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D.C.’s Nightlife Corridor Nets a Sleek Sushi Spot Led by a Morimoto Alum

Michael Schlow’s 14th Street NW taco stalwart Tico closes to make way for Nama Ko in September

A crudo platter on a white plate.
Nama Ko’s King Ora salmon crudo with avocado, pickled kumquats, and spicy miso emulsion.
Nama Ko
Tierney Plumb is the editor of Eater DC, covering all things food and drink around the nation's capital.

Boston-based celebrity chef Michael Schlow will go all in on Japanese cuisine next month on 14th Street NW. His eight-year-old Latin standby Tico will close this weekend to make way for Nama Ko, a polished, sushi-centric replacement led by an acclaimed Morimoto chef.

Tico will serve its last taco during bottomless brunch service on Saturday, July 30. The brightly-colored Schlow space will undergo a fast interior makeover and resurface some time in September as Nama Ko (1926 14th Street NW).

Schlow scooped up fellow James Beard Award-winning restaurateur Stephen Starr’s star Morimoto chef in Philly to lead Nama Ko’s kitchen in D.C. Derek Watson was most recently executive chef at Iron Chef Masaharu Morimoto’s 20-year-old flagship and Momotoro in Chicago before that.

“In addition to his raw talent, Derek is such a great human with positive energy. He’s all about teaching and giving to everybody,” says Alex Levin, Schlow Restaurant Group’s director of strategic business initiatives and pastry programs.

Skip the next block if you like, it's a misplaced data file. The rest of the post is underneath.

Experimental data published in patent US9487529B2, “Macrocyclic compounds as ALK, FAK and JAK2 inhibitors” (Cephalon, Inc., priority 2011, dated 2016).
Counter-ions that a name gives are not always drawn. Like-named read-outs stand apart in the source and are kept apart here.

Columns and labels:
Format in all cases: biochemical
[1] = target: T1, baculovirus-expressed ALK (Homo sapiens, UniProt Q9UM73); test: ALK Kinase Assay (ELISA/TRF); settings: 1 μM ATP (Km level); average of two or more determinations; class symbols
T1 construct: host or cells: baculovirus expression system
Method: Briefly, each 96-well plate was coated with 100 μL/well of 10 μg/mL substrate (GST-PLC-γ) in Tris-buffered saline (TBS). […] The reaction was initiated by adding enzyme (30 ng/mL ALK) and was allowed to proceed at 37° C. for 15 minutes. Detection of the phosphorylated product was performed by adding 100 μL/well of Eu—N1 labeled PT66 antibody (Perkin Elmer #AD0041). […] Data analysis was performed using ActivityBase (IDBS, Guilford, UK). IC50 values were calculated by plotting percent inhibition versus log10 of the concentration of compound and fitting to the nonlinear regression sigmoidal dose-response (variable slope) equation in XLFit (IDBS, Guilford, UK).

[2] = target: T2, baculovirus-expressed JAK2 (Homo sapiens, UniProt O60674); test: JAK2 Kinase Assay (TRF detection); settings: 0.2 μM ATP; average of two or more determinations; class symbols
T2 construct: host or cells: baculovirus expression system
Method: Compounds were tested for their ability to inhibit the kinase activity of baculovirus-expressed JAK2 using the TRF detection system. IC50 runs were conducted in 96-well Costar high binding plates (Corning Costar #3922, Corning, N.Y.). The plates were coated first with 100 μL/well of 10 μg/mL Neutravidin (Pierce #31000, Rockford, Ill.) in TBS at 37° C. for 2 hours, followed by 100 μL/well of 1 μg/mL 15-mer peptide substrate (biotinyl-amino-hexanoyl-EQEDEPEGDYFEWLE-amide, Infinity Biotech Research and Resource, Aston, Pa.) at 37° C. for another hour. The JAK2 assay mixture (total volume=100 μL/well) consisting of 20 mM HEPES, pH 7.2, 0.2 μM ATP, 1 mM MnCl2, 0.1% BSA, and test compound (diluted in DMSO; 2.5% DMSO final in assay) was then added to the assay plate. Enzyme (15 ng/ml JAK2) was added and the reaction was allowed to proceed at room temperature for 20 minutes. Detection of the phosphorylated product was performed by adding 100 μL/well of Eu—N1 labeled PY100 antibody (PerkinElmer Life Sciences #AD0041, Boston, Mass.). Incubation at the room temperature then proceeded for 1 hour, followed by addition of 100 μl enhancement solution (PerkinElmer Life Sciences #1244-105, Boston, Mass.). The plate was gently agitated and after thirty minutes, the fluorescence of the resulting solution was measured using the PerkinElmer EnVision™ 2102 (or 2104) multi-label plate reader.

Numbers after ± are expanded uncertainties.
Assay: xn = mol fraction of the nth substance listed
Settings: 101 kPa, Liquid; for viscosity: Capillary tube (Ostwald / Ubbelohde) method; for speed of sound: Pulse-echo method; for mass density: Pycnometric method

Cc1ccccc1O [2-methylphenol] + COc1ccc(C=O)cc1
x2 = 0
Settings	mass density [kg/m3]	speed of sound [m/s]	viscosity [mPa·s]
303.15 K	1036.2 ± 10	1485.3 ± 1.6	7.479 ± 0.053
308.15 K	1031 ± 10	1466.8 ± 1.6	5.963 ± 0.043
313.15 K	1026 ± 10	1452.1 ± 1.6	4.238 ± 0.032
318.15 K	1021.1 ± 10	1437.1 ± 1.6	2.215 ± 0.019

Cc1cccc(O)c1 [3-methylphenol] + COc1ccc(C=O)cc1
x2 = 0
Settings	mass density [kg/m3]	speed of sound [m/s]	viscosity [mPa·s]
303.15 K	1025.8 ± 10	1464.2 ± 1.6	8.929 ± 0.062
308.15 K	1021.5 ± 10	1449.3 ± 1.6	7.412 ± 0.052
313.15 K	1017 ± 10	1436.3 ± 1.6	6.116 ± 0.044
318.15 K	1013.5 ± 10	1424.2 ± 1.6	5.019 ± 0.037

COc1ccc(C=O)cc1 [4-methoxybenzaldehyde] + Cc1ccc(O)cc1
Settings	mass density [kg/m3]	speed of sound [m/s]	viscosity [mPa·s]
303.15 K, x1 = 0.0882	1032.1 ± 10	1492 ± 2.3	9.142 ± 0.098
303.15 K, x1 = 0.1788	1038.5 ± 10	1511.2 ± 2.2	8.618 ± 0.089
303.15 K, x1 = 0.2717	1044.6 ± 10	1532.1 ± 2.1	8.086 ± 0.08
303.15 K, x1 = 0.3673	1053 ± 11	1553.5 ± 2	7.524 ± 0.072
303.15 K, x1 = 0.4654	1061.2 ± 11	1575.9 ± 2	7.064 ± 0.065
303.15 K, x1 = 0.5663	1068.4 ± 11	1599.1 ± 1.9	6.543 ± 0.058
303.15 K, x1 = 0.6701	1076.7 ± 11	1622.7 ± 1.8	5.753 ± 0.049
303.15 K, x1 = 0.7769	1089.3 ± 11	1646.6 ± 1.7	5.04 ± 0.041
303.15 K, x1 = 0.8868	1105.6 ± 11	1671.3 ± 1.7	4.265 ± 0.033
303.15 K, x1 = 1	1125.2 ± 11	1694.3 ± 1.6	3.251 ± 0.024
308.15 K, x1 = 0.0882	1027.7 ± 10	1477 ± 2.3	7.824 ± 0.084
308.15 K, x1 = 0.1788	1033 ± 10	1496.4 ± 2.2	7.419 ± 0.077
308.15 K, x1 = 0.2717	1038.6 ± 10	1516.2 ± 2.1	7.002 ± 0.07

Watson came on board in May and got right to work on an opening menu full of high-quality fish, small hot and cold plates, beautiful sashimi presentations, and a private omakase experience.

“Nama Ko is the culmination of the years I have been spending studying the culinary techniques of Japan as well as other cuisines,” says Watson, in a statement.

Dish details, hours, and reservations will be released closer to Nama Ko’s opening.

The new restaurant builds upon the success of Nama, Schlow’s four-year-old sushi staple next to Italian sibling Alta Strada in Mt. Vernon Triangle. Nama Ko’s 14th Street NW space already enjoys a raw fish following. In 2020, Tico carved out room for a sushi counter called Nama 14th — an extension of the original that sends out rolls, nigiri, and sashimi.

Sales of Nama’s takeout-friendly sushi spiked during the pandemic, says Levin, and the new offshoot inside Tico was an “instant home run.” Mt. Vernon Triangle’s Nama will continue operating as usual.

Tico’s current kitchen layout is well suited for a Japanese restaurant, says Levin, so the largely cosmetic renovation will wipe an existing space full of international street art and nods to Schlow’s travels to Latin American countries. A 12-seat sushi bar will be joined by a reconfigured 80-seat dining room and 15-seat bar. Studio //3877 is putting together Nama Ko’s stylish look.

Whereas Tico was known for its tequila and mezcal lists, Nama Ko will be big on sakes and Japanese whiskeys. Newly named general manager Aziz Ghazaz, most recently at BLT Steak DC, will also lead the service and bar programs. Every Tico employee was invited to stay on at the new venture, says Levin.

“Tico was an amazing experience to bring to D.C.,” says Levin. “When the pandemic hit, it gave us all an opportunity to pause and think about what we want to do with our spaces.”

Tico debuted under the now-nightlife nexus of 14th and U Street NW in 2014, back when Mexican and Latin cuisine options weren’t aplenty. Now there’s Mexicue, months-old Salazar (formerly El Centro D.F.), and an incoming Mi Vida across the street.

But Japanese cuisine and sushi options still remain sparse on 14th Street NW, especially after Sakerum went dark during the pandemic. A Nakazawa alum showcases his knife skills at year-old Takara 14th, but that’s way down the strip.

Tico DC

1926 14th Street Northwest, , DC 20009 (202) 319-1400 Visit Website